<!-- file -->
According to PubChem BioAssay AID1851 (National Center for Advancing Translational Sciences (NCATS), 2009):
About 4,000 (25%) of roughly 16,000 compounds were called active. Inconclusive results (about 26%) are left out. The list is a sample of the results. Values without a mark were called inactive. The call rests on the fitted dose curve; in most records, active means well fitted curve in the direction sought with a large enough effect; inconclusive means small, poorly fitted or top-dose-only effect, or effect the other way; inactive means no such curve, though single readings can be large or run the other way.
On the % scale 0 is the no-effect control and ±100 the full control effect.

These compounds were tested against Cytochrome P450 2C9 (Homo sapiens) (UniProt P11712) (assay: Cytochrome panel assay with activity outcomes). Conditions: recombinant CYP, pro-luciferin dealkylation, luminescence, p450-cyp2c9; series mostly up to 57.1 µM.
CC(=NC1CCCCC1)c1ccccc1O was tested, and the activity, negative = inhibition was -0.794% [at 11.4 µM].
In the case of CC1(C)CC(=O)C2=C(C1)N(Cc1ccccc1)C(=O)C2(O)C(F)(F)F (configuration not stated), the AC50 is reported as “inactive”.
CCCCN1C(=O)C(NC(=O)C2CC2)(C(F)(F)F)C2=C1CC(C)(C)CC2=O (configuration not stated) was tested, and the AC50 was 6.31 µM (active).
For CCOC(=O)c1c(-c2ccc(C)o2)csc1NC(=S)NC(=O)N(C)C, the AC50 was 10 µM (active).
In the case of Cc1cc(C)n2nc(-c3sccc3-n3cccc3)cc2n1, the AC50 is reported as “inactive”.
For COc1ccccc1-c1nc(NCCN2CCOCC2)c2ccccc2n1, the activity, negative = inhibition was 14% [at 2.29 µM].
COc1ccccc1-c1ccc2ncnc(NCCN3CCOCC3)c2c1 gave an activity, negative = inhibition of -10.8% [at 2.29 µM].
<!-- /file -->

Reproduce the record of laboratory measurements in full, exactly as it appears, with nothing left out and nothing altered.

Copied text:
According to PubChem BioAssay AID1851 (National Center for Advancing Translational Sciences (NCATS), 2009):
About 4,000 (25%) of roughly 16,000 compounds were called active. Inconclusive results (about 26%) are left out. The list is a sample of the results. Values without a mark were called inactive. The call rests on the fitted dose curve; in most records, active means well fitted curve in the direction sought with a large enough effect; inconclusive means small, poorly fitted or top-dose-only effect, or effect the other way; inactive means no such curve, though single readings can be large or run the other way.
On the % scale 0 is the no-effect control and ±100 the full control effect.

These compounds were tested against Cytochrome P450 2C9 (Homo sapiens) (UniProt P11712) (assay: Cytochrome panel assay with activity outcomes). Conditions: recombinant CYP, pro-luciferin dealkylation, luminescence, p450-cyp2c9; series mostly up to 57.1 µM.
CC(=NC1CCCCC1)c1ccccc1O was tested, and the activity, negative = inhibition was -0.794% [at 11.4 µM].
In the case of CC1(C)CC(=O)C2=C(C1)N(Cc1ccccc1)C(=O)C2(O)C(F)(F)F (configuration not stated), the AC50 is reported as “inactive”.
CCCCN1C(=O)C(NC(=O)C2CC2)(C(F)(F)F)C2=C1CC(C)(C)CC2=O (configuration not stated) was tested, and the AC50 was 6.31 µM (active).
For CCOC(=O)c1c(-c2ccc(C)o2)csc1NC(=S)NC(=O)N(C)C, the AC50 was 10 µM (active).
In the case of Cc1cc(C)n2nc(-c3sccc3-n3cccc3)cc2n1, the AC50 is reported as “inactive”.
For COc1ccccc1-c1nc(NCCN2CCOCC2)c2ccccc2n1, the activity, negative = inhibition was 14% [at 2.29 µM].
COc1ccccc1-c1ccc2ncnc(NCCN3CCOCC3)c2c1 gave an activity, negative = inhibition of -10.8% [at 2.29 µM].